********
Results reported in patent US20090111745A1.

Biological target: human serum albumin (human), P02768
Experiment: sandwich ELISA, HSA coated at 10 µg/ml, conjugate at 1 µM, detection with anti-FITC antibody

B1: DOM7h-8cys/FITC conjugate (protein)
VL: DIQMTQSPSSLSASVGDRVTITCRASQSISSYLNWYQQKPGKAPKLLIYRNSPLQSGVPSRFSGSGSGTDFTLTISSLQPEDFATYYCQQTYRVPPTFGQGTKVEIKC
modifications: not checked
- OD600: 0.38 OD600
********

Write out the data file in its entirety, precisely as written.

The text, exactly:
Results reported in patent US20090111745A1.

Biological target: human serum albumin (human), P02768
Experiment: sandwich ELISA, HSA coated at 10 µg/ml, conjugate at 1 µM, detection with anti-FITC antibody

B1: DOM7h-8cys/FITC conjugate (protein)
VL: DIQMTQSPSSLSASVGDRVTITCRASQSISSYLNWYQQKPGKAPKLLIYRNSPLQSGVPSRFSGSGSGTDFTLTISSLQPEDFATYYCQQTYRVPPTFGQGTKVEIKC
modifications: not checked
- OD600: 0.38 OD600